Is directing a movie one of those skills you never forget, like riding a bicycle?

That must have been a question that went through the mind of Rama Burshtein when her debut film “Fill the Void” came out in Israel last year.

More than 20 years had passed since she graduated from the Sam Spiegel film school in Jerusalem and became haredi, leaving her secular life and passion for the silver screen far behind. But if anyone had doubts about her abilities, they were soon laid to rest: The movie won seven Israeli academy awards and was a box office hit by local standards. The film is set for theatrical release in the United States on May 24.

Burshtein’s confidence and charisma were on display at the Sony Center in New York City on Wednesday night after a special screening for the Overseas Press Club. “What always helped me is that I have no fear,” she said.

“Fill the Void” focuses on Shira, a young haredi woman struggling to pick a groom. Set in the insular world of the small haredi community in Tel Aviv, its themes — mortality, maternity, the role of women in society — are surprisingly universal. Burshtein acknowledges an artistic debt to Jane Austen, one of her favorite authors.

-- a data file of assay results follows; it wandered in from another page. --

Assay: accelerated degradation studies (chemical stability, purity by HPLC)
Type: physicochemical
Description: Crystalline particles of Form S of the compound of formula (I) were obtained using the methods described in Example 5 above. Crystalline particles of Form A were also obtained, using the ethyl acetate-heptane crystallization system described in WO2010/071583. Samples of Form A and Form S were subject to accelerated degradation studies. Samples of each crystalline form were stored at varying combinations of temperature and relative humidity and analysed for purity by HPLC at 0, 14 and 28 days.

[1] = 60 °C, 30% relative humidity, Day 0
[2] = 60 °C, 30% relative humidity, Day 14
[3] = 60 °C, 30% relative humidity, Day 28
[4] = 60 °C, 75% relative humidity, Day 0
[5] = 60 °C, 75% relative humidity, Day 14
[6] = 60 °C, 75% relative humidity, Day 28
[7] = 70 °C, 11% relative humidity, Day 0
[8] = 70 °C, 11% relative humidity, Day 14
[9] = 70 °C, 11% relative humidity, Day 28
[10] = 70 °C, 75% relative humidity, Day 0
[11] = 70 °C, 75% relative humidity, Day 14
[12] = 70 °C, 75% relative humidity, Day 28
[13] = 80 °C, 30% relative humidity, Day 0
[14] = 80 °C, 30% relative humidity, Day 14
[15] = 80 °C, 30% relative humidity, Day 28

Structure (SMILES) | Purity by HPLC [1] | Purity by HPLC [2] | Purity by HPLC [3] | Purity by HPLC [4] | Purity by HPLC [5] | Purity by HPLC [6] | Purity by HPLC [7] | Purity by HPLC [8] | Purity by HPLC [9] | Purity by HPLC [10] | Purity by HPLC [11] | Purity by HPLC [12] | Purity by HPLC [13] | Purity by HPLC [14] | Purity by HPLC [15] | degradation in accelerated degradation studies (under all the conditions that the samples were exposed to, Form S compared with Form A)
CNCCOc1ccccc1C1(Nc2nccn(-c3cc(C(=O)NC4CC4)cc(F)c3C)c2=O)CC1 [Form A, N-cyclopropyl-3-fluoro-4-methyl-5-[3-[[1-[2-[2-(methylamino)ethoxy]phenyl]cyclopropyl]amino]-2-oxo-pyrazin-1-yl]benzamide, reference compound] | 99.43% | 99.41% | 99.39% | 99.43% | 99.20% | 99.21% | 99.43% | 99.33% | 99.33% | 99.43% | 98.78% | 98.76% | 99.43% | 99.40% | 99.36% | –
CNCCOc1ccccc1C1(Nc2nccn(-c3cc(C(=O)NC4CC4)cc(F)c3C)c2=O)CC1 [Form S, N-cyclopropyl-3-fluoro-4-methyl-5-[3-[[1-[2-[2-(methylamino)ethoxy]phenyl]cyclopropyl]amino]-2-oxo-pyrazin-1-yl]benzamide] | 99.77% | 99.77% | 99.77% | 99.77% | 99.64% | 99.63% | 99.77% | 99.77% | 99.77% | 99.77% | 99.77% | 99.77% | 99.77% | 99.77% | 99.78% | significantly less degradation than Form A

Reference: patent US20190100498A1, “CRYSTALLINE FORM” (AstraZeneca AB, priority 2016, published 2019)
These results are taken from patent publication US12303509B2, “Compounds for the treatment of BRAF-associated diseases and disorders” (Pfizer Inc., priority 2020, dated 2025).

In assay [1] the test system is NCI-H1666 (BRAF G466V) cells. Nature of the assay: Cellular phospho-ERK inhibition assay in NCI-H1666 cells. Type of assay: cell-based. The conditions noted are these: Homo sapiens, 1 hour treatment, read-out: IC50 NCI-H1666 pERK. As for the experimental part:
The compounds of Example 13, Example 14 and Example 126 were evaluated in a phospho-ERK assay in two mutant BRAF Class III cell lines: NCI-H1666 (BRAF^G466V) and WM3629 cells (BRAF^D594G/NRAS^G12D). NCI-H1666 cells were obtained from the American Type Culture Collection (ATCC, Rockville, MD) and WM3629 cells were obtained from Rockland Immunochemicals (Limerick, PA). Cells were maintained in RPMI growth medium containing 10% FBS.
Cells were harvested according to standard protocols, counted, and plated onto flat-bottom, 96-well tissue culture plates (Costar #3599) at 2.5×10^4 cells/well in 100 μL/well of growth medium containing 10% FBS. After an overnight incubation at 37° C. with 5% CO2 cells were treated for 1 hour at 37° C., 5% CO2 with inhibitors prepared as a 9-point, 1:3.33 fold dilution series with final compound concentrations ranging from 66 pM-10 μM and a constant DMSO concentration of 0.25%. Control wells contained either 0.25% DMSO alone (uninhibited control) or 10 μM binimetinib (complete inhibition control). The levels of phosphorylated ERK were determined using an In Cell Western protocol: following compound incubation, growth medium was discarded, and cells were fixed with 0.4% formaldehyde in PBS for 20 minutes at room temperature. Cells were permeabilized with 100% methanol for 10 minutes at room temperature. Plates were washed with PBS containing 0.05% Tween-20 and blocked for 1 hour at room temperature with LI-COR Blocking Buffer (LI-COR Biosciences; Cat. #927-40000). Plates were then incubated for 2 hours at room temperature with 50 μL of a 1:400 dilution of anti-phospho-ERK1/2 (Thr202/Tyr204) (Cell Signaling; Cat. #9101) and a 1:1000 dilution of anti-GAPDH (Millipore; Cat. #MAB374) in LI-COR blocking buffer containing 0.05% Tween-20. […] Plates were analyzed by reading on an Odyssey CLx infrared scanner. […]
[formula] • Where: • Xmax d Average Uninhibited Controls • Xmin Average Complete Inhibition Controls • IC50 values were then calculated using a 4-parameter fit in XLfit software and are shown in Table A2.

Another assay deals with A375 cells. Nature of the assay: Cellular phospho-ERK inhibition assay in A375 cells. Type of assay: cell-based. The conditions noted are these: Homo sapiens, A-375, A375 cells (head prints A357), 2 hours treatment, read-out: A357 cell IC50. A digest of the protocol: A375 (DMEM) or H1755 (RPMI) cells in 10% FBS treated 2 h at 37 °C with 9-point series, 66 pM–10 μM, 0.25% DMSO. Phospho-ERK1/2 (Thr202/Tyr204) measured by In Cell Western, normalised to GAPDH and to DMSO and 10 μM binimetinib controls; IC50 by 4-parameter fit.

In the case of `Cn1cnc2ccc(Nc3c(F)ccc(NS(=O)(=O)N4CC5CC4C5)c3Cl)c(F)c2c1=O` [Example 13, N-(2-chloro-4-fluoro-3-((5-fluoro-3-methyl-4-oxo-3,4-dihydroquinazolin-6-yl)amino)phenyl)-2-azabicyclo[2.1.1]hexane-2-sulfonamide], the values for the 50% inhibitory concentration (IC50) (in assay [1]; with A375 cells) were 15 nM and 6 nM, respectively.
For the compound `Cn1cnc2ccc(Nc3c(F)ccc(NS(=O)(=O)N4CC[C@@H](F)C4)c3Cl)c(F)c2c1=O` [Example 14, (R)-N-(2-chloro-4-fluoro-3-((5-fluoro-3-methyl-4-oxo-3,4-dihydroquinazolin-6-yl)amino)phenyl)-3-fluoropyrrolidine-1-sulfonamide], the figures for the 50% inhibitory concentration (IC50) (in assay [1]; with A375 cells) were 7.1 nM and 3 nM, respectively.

Before embarking on her journey, she needed the approval of “two rabbis”: Her husband and her community’s grand rabbi. Both gave her their support.

Asked about her next project, Burhstein let out a deep sigh and spoke about the energy-consuming process she went through making “Fill the Void.” But she did reveal she is at work on something new, a story that would take place in New York.

If her impressive debut is anything to go by, Burshtein is sure to continue being a unique and interesting voice in Israeli cinema for years to come.

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